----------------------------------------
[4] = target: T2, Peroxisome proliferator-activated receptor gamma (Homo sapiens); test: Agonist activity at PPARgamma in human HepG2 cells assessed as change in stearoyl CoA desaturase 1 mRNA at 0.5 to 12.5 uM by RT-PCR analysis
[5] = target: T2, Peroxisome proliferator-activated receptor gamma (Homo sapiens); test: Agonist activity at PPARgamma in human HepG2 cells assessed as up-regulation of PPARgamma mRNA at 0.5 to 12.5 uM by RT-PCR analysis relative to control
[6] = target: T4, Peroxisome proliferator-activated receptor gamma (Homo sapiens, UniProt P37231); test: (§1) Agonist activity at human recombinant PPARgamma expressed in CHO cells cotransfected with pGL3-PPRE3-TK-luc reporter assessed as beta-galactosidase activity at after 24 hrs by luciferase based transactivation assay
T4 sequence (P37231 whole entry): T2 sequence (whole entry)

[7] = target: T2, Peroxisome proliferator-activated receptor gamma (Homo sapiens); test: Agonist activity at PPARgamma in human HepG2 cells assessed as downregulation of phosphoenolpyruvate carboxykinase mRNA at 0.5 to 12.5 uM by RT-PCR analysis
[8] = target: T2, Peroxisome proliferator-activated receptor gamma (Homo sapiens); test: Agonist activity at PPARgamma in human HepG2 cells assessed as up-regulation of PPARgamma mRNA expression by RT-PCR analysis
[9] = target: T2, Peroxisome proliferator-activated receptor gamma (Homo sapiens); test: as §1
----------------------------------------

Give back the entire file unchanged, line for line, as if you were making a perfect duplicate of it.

[4] = target: T2, Peroxisome proliferator-activated receptor gamma (Homo sapiens); test: Agonist activity at PPARgamma in human HepG2 cells assessed as change in stearoyl CoA desaturase 1 mRNA at 0.5 to 12.5 uM by RT-PCR analysis
[5] = target: T2, Peroxisome proliferator-activated receptor gamma (Homo sapiens); test: Agonist activity at PPARgamma in human HepG2 cells assessed as up-regulation of PPARgamma mRNA at 0.5 to 12.5 uM by RT-PCR analysis relative to control
[6] = target: T4, Peroxisome proliferator-activated receptor gamma (Homo sapiens, UniProt P37231); test: (§1) Agonist activity at human recombinant PPARgamma expressed in CHO cells cotransfected with pGL3-PPRE3-TK-luc reporter assessed as beta-galactosidase activity at after 24 hrs by luciferase based transactivation assay
T4 sequence (P37231 whole entry): T2 sequence (whole entry)

[7] = target: T2, Peroxisome proliferator-activated receptor gamma (Homo sapiens); test: Agonist activity at PPARgamma in human HepG2 cells assessed as downregulation of phosphoenolpyruvate carboxykinase mRNA at 0.5 to 12.5 uM by RT-PCR analysis
[8] = target: T2, Peroxisome proliferator-activated receptor gamma (Homo sapiens); test: Agonist activity at PPARgamma in human HepG2 cells assessed as up-regulation of PPARgamma mRNA expression by RT-PCR analysis
[9] = target: T2, Peroxisome proliferator-activated receptor gamma (Homo sapiens); test: as §1